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The Saturday When Everything Changed


Our Story of the Week is a startling story from the writer Sophie van Llewyn.

Sophie is a Romanian-born author of short stories, flash fiction and, most recently, a Fairlight Moderns novella Bottled Goods, coming on 11 July from Fairlight Books.

Sophie grew up in Tulcea, south-east Romania, close to the Danube delta. She is now living in Germany. While on maternity leave from her day job, Sophie discovered flash fiction through Ad Hoc Fiction Press. She jumped into this storytelling method with workshops and extensive reading.

Sophie came across the concept of novella-in-flash by reading Rose Metal Press’ collection My Very End of the Universe, and was eager to try it for herself. Soon after, Sophie was publishing short stories in various publications, such as The Guardian, New Delta Review, Ambit, Litro, and many others. She has also won and been longlisted for a number of competitions. Last year, Sophie was nominated for The Pushcart Prize.

In The Saturday When Everything Changed, Sophie shows how the safe monotony of life can be destroyed in one moment.


6:30 a.m.

Alina wakes up, brushes her teeth, applies unobtrusive makeup for school (a dust of powder and lipstick in a soft brown tone). On her way to the kitchen, where she will make the coffee, she wakes Liviu up with a soft caress on his arm.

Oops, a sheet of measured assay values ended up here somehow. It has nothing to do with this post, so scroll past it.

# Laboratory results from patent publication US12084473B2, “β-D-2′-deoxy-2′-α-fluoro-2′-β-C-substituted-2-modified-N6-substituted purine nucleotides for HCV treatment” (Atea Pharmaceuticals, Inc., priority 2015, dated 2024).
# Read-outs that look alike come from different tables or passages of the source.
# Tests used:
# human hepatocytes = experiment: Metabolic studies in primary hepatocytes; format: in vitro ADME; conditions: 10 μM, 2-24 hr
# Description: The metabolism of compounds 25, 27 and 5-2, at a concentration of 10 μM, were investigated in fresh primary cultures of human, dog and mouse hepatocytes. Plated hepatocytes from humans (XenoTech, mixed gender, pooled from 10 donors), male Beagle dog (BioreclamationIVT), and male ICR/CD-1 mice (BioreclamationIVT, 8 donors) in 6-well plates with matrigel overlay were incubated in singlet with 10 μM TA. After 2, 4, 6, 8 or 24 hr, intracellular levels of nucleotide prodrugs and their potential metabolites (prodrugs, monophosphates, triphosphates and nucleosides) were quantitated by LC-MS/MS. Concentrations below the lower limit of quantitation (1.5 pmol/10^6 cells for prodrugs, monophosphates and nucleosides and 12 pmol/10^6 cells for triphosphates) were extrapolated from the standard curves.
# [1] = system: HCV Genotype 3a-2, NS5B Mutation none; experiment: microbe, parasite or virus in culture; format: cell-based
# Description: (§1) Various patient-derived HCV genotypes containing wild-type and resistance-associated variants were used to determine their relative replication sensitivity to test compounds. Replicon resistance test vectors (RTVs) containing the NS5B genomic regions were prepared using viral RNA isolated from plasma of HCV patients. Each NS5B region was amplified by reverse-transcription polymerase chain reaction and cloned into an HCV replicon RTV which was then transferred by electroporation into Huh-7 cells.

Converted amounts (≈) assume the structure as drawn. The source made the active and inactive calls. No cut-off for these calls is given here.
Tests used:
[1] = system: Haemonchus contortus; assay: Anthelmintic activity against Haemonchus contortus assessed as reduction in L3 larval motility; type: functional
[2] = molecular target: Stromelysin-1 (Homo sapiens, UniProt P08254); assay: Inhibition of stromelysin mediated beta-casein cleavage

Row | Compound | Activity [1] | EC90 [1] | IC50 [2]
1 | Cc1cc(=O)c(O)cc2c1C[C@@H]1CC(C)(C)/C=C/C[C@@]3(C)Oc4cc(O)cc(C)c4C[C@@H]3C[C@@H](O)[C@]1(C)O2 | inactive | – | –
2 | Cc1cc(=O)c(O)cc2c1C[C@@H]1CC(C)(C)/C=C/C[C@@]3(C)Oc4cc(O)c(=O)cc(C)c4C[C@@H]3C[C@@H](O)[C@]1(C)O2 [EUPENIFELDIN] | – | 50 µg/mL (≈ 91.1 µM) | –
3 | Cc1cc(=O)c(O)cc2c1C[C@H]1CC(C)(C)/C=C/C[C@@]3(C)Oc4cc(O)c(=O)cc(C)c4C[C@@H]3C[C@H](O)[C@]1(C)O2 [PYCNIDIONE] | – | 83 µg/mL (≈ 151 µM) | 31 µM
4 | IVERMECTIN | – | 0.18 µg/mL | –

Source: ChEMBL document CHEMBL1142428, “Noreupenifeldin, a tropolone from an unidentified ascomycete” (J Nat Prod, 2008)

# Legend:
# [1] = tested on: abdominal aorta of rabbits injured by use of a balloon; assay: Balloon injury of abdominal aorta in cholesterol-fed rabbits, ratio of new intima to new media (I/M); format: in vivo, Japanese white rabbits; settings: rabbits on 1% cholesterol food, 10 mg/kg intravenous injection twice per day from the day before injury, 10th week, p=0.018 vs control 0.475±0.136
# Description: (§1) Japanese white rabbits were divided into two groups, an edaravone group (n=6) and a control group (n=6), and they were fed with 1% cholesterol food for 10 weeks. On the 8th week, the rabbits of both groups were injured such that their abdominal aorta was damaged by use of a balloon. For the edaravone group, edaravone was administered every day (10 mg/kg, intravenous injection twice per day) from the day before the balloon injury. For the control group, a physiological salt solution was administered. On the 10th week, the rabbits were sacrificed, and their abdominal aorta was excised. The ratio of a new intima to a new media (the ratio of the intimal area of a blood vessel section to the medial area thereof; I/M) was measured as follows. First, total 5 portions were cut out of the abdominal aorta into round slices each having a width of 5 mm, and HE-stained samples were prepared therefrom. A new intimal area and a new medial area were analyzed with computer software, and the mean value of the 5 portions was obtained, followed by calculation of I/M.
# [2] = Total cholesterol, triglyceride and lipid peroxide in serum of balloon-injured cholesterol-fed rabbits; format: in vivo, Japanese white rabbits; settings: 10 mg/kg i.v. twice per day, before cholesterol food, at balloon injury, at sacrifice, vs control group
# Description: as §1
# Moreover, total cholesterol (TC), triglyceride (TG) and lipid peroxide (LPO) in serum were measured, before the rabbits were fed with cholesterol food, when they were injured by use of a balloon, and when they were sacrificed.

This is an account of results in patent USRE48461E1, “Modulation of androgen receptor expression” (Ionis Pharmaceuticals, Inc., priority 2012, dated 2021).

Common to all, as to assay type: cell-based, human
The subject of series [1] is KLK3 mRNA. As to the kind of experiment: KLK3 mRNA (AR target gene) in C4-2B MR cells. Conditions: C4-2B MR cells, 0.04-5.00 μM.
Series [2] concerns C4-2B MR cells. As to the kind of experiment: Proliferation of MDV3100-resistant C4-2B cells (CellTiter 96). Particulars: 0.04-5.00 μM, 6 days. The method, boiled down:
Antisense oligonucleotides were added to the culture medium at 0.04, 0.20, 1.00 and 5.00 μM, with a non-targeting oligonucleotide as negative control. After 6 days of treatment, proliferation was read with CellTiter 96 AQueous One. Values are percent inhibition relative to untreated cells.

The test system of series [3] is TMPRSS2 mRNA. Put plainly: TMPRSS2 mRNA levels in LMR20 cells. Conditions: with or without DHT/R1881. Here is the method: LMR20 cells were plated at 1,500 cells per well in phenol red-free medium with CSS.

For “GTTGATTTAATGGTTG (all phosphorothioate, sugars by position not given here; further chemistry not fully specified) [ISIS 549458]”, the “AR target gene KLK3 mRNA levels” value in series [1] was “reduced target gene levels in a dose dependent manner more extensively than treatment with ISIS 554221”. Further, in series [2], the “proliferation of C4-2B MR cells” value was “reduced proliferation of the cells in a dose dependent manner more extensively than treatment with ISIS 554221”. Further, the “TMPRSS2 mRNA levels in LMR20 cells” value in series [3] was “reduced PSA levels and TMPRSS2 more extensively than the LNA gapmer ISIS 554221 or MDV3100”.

Nothing has changed.


7:25 a.m.

Alina, wearing a dark blue pencil skirt and a white shirt with short sleeves, makes her way to school. Before the doors to the school are thrown open for the pupils, she has time to drink another cup of coffee with her fellow teachers in their break room. Miss Puiu, the music teacher, always comes in at 7:30 and makes coffee for all the staff. The coffee is as diluted and discoloured as herself: her clothes, her hair, even the memories of her sad childhood, which now don’t impress her audience anymore for too much telling. This morning, Miss Puiu repeats the story about how she and her seven siblings were only allowed to have milk with their polenta on Sundays. Everybody kindles their own thoughts, humming and nodding as they pretend to listen.

Before class begins, Alina and the children sing The Tricolour Flag, the national anthem, while looking admiringly at the picture of Ceausescu. From above the blackboard, the Beloved Leader smiles, watching over them like a big brother.


Nothing has changed.Read more…